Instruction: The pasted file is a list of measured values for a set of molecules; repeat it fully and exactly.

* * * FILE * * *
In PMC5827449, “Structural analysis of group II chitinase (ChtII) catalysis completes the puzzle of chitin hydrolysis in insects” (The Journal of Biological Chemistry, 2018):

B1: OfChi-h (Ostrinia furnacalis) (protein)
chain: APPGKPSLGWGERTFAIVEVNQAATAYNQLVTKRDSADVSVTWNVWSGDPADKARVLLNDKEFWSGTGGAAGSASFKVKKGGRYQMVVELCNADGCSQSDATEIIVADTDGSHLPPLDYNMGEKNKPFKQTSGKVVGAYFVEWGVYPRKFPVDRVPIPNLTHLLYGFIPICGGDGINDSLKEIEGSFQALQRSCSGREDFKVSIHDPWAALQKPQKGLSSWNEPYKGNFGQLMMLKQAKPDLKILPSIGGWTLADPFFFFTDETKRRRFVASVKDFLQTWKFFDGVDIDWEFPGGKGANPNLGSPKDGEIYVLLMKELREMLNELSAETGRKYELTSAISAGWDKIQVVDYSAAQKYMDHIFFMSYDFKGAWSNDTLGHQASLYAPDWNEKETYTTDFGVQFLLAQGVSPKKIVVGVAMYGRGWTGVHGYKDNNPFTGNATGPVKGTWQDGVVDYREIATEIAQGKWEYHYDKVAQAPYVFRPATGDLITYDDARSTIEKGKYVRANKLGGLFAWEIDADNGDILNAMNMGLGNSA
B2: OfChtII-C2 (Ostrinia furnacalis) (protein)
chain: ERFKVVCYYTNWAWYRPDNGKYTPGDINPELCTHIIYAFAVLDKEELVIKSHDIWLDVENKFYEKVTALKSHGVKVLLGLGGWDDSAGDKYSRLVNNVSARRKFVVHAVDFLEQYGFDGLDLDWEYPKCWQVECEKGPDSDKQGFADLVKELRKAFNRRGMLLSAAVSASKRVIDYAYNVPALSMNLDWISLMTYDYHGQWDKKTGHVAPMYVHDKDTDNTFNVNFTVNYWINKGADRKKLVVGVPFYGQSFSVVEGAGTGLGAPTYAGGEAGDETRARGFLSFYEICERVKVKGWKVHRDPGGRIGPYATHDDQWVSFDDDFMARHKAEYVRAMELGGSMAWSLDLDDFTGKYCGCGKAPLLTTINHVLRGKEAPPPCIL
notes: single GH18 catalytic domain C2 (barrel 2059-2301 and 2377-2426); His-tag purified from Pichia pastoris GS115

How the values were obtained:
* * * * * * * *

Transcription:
In PMC5827449, “Structural analysis of group II chitinase (ChtII) catalysis completes the puzzle of chitin hydrolysis in insects” (The Journal of Biological Chemistry, 2018):

B1: OfChi-h (Ostrinia furnacalis) (protein)
chain: APPGKPSLGWGERTFAIVEVNQAATAYNQLVTKRDSADVSVTWNVWSGDPADKARVLLNDKEFWSGTGGAAGSASFKVKKGGRYQMVVELCNADGCSQSDATEIIVADTDGSHLPPLDYNMGEKNKPFKQTSGKVVGAYFVEWGVYPRKFPVDRVPIPNLTHLLYGFIPICGGDGINDSLKEIEGSFQALQRSCSGREDFKVSIHDPWAALQKPQKGLSSWNEPYKGNFGQLMMLKQAKPDLKILPSIGGWTLADPFFFFTDETKRRRFVASVKDFLQTWKFFDGVDIDWEFPGGKGANPNLGSPKDGEIYVLLMKELREMLNELSAETGRKYELTSAISAGWDKIQVVDYSAAQKYMDHIFFMSYDFKGAWSNDTLGHQASLYAPDWNEKETYTTDFGVQFLLAQGVSPKKIVVGVAMYGRGWTGVHGYKDNNPFTGNATGPVKGTWQDGVVDYREIATEIAQGKWEYHYDKVAQAPYVFRPATGDLITYDDARSTIEKGKYVRANKLGGLFAWEIDADNGDILNAMNMGLGNSA
B2: OfChtII-C2 (Ostrinia furnacalis) (protein)
chain: ERFKVVCYYTNWAWYRPDNGKYTPGDINPELCTHIIYAFAVLDKEELVIKSHDIWLDVENKFYEKVTALKSHGVKVLLGLGGWDDSAGDKYSRLVNNVSARRKFVVHAVDFLEQYGFDGLDLDWEYPKCWQVECEKGPDSDKQGFADLVKELRKAFNRRGMLLSAAVSASKRVIDYAYNVPALSMNLDWISLMTYDYHGQWDKKTGHVAPMYVHDKDTDNTFNVNFTVNYWINKGADRKKLVVGVPFYGQSFSVVEGAGTGLGAPTYAGGEAGDETRARGFLSFYEICERVKVKGWKVHRDPGGRIGPYATHDDQWVSFDDDFMARHKAEYVRAMELGGSMAWSLDLDDFTGKYCGCGKAPLLTTINHVLRGKEAPPPCIL
notes: single GH18 catalytic domain C2 (barrel 2059-2301 and 2377-2426); His-tag purified from Pichia pastoris GS115

How the values were obtained: